F. Set high expectations, praise them at the end of the day or period if
they do a good job.

  G. Hang in there.

  V. Some Suggestions for Building Relationships with Students (Attractive
Power).

  A. Call each student by name each day. Learn names quickly.

  B. Establish a relationship with the child's parents and family.

  C. Take an interest in each child. Does he like football? Art?

  D. Have something interesting or unusual about your class that students
like.

  E. Be fair. Apply consequences consistently.

  F. Watch the bulletin for the names of students involved in activities.
Mention their involvement. Let them know you care.

  G. Use humor. Laugh at yourself. Students enjoy a good laugh. Put cartoon
characters on worksheets and test papers.

  H. Take photographs of each child. Use on bulletin boards.

  I. Use the computer to make a class newsletter each month.

  J. Try to make all students feel a part of the class.

  K. Assign leadership roles. Rotate these among the students.





  SUPPORTIVE DISCIPLINE: PART I

  ENFORCING RULES THROUGH LIMITING SETTING - PERSONAL POWER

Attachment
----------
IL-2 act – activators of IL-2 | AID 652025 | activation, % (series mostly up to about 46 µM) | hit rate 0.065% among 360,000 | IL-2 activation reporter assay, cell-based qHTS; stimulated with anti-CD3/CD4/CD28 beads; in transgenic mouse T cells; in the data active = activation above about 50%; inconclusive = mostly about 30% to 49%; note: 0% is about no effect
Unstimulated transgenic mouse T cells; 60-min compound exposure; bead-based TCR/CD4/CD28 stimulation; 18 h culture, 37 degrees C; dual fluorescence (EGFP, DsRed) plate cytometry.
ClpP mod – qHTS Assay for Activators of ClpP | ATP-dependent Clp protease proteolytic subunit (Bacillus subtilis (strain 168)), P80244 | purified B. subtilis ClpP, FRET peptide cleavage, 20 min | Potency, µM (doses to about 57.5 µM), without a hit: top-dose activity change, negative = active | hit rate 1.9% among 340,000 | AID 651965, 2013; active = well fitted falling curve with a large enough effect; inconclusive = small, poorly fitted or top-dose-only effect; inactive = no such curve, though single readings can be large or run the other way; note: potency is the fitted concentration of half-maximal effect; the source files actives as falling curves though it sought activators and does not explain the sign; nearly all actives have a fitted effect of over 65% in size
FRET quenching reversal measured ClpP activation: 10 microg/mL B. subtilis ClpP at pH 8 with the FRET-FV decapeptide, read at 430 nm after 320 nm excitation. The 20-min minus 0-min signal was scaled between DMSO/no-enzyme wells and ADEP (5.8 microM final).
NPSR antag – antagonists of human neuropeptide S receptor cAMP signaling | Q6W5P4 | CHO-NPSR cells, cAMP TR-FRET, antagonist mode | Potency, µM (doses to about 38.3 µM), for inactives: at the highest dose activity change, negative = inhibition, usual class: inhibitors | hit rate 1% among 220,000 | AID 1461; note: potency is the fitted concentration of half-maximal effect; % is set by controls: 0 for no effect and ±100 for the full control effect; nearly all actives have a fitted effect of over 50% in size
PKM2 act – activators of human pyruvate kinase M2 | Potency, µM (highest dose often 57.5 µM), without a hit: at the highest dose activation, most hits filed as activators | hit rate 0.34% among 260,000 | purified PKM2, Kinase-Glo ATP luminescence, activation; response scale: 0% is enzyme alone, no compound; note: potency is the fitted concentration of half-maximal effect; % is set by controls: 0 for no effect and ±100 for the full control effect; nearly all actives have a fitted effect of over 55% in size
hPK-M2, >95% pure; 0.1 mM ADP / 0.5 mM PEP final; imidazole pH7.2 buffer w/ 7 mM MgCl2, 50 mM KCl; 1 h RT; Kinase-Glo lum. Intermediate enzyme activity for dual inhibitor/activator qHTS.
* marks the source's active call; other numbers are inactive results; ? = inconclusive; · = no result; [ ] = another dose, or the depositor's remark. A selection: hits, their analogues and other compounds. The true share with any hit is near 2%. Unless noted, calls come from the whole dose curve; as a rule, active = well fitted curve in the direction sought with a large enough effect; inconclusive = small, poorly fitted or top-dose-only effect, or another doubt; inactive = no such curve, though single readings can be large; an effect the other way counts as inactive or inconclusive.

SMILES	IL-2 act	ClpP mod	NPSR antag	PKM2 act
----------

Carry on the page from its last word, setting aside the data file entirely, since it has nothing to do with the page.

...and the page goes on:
(Jones, 1987)



  I. The Emotional and Psychological Aspects of Discipline.



  A. Typical disruptions - 80% is talking to neighbors and 15% is out of
seat.

  B. Cost of disruption - Teacher stress and Time on Task.

  C. "Meaning Business". How to deliver an effective message on discipline.

  1. You must believe that teaching students to be polite is YOUR JOB.

  2. Effective teachers tell students when they are rude, disrespectful, or
immature.

  3. Effective teachers use body language - eyes, facial expression, arms,
hands, etc.

  D. The "Fight-Flight" reflex.

  1. Our natural reflex is to prepare for confrontation.

  2. Neuromuscular (muscles tense) and Biochemical (adrenaline flows).

  3. Under pressure, we shift naturally downward in the brain. In the jungle
this was necessary for survival; in social settings this can be disastrous.
Social situations are best managed by the cortex (gray matter), not the
brain stem (Reptilian brain).

  4. The "natural" responses in social settings are wrong. We need to learn
to control ourselves and remain in the cortex, not the brain stem.

  5. CALM IS STRENGTH and UPSET IS WEAKNESS.

  6. In the classroom, when confronted with a serious discipline problem,
the fight reflex tends to be VERBAL and the flight reflex tends to ignore
it.

  7. Relaxing helps control the Fight-Flight Reflex.

  8. We must learn to do neither and stay calm.

  II. Relaxation and Body Language while in the Discipline Mode.